Since the Internal Revenue Service (IRS) announced the launch of the Employee Retention Credit (ERC) in March 2020, there has been a bevy of questions about it. The program has proven confusing for business owners to figure out if they qualify at all. And if they do qualify, which payroll costs or wages are included?
The Employee Retention Credit is a partially refundable tax credit claimed against employment taxes on wages paid to your W-2 employees. Introduced as part of the Coronavirus Aid, Relief, and Economic Security (CARES) Act, the purpose of the ERC was to encourage eligible employers to keep their employees on the payroll during the COVID-19 pandemic, especially those business most impacted by government mandated restrictions.
Initially, to be considered eligible for the Employee Retention Credit, a business must have been negatively impacted in at least one of these two ways:
- Full or partial shutdown due to government-mandated lockdown orders. This includes suspension of business, stopping business operations, reduced of hours operations, capacity restrictions, closing earlier for sanitation and cleaning and decreased ability to provide services to customers.
- Significant decline in gross revenue. This includes a decline in sales due to supply chain disruptions.
Eligible businesses have an opportunity to retroactively claim the Employee Retention Credit for 2020 and 2021 as long as they meet the IRS deadlines. For 2020, the maximum credit per employee is $5,000 for the whole year 2020. For 2021, the maximum credit amount is increased to $7,000 per employee for each qualifying calendar quarter. For an employer that qualifies for the ERC for 2020 through the third quarter of 2021, the potential tax credit adds up to $26,000 per employee, including all of 2020 plus the first three quarters of 2021.
In this blog, we’re responding to questions we are commonly asked about the Employee Retention Credit, including how business owners can claim it and when they can expect to receive their refund. If you have specific questions about the ERC that aren’t answered here, feel free to reach out to the Stenson Tamaddon team for assistance!
Employee Retention Credit FAQs
What is the Difference Between the Employee Retention Credit and the Paycheck Protection Program (PPP)?
Starting in March 2020, the Small Business Administration (SBA) offered forgivable PPP loans to eligible companies to help them keep their workers employed during the COVID-19 pandemic. These PPP loans could be utilized for payroll, although businesses were allowed to use up to 40 percent of the loan for operating costs, including rent, mortgage interest or utilities. Although businesses that received a PPP loan weren’t initially eligible for the Employee Retention Credit, that limitation changed when the Consolidated Appropriations Act of 2021 was enacted. Employers can claim the ERC even if they received a PPP loan.
The ERC is a tax credit administered by the IRS. The PPP is a bank loan, backed by the SBA. Eligible businesses that received a PPP loan can still apply for the Employee Retention Credit retroactively to 2020. However, businesses cannot claim the ERC for wages paid with funds from a forgiven PPP loan.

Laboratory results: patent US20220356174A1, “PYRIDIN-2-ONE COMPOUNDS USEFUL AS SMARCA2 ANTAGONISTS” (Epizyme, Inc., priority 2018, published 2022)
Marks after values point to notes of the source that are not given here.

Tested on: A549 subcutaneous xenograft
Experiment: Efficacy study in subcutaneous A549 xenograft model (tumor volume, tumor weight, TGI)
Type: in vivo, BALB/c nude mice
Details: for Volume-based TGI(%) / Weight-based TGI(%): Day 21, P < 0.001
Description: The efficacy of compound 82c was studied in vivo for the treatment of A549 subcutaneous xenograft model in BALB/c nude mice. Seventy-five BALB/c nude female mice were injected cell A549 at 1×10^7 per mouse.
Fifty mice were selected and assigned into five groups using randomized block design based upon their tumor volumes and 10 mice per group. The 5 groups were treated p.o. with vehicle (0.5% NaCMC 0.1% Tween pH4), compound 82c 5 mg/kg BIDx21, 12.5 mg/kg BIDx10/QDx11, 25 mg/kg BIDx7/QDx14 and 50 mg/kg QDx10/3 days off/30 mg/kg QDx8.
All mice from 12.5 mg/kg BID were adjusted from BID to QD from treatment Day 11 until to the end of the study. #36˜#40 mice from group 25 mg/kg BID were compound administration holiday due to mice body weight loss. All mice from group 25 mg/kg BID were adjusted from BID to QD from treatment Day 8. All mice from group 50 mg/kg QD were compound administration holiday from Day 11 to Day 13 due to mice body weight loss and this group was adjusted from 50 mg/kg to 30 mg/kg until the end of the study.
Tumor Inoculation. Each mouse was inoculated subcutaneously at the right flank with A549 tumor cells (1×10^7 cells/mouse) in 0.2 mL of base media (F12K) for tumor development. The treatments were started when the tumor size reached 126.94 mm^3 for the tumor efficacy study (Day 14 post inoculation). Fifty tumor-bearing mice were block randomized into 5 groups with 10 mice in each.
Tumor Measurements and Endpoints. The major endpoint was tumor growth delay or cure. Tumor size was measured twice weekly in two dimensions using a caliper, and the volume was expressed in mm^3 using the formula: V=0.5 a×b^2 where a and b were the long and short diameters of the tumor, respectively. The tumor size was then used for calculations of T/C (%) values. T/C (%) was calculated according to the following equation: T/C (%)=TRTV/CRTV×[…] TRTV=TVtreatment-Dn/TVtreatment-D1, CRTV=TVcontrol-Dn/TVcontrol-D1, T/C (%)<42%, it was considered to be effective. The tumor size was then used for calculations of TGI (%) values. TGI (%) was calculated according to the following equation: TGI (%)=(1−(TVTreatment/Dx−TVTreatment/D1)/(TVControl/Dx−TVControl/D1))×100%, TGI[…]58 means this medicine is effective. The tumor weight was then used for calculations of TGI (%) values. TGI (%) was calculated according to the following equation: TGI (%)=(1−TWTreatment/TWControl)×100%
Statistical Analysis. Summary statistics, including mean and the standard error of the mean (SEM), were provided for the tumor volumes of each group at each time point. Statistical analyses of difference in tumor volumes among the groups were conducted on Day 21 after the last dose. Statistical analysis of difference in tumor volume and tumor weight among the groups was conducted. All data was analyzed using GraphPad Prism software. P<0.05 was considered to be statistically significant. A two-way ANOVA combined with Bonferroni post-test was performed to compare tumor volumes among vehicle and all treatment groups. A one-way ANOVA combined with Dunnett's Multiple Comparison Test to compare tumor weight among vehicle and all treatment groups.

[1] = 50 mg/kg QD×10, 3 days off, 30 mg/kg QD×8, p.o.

Are Businesses Allowed to Claim the Employee Retention Tax Credit for Employees Who Were Not Working?
Yes. The Employee Retention Tax Credit (ERC) is a partially refundable tax credit for businesses that continued to pay employees during the COVID-19 pandemic. The qualifications for the ERC do not exclude wages paid to an employee who was not performing their normal services.
The ERC created incentives for employers to continue paying employees, even if that employee stayed at home with no work to do during the pandemic.
Is There a Deadline to Claim the Employee Retention Credit?
The final period for most businesses to qualify for the Employee Retention Credit was the third quarter of 2021. Some startup businesses may qualify for the fourth quarter of 2021. But, if you’re an eligible employer for any period in 2020 or 2021, there is still time to file a retroactive claim for a refund. To file your claim, your business generally needs to file IRS Form 941-X for each qualified quarter. The deadline to file for tax credits for periods ending in 2020 is April 15, 2024. For qualified periods ending in 2021, the filing deadline is April 15, 2025. But the sooner the better to avoid IRS backlogs.
Can Businesses Claim the Employee Retention Credit for Wages Paid With Funds From a Forgiven PPP Loan?
No. As mentioned earlier in this blog, businesses cannot claim the ERC for otherwise qualifying employee wages that were paid with funds from a forgiven PPP loan. Only the qualifying wages that are in excess of your wages used to qualify for PPP loan forgiveness may be considered for ERC purposes.
Can Businesses Claim the Employee Retention Credit for Employees Hired After March 12, 2020?
Yes. Eligible employers may claim this tax credit for wages paid to any employee after March 12, 2020 and before January 1, 2022. The employee can be a new hire or an employee that was retained from prior to March 12, 2020.
What 941 Worksheets Should I Use to Calculate My Employee Retention Tax Credit?
The instructions for IRS Form 941-X includes several useful worksheets, including:
- Worksheet 1: Adjusted Credit for Qualified Sick and Family Leave Wages for Leave Taken After March 31, 2020, and Before April 1, 2021
- Worksheet 2: Adjusted Employee Retention Credit for Qualified Wages Paid After March 12, 2020, and Before July 1, 2021
- Worksheet 3: Adjusted Credit for Qualified Sick and Family Leave Wages for Leave Taken After March 31, 2021, and Before October 1, 2021
- Worksheet 4: Adjusted Employee Retention Credit for Qualified Wages Paid After June 30, 2021, and Before January 1, 2022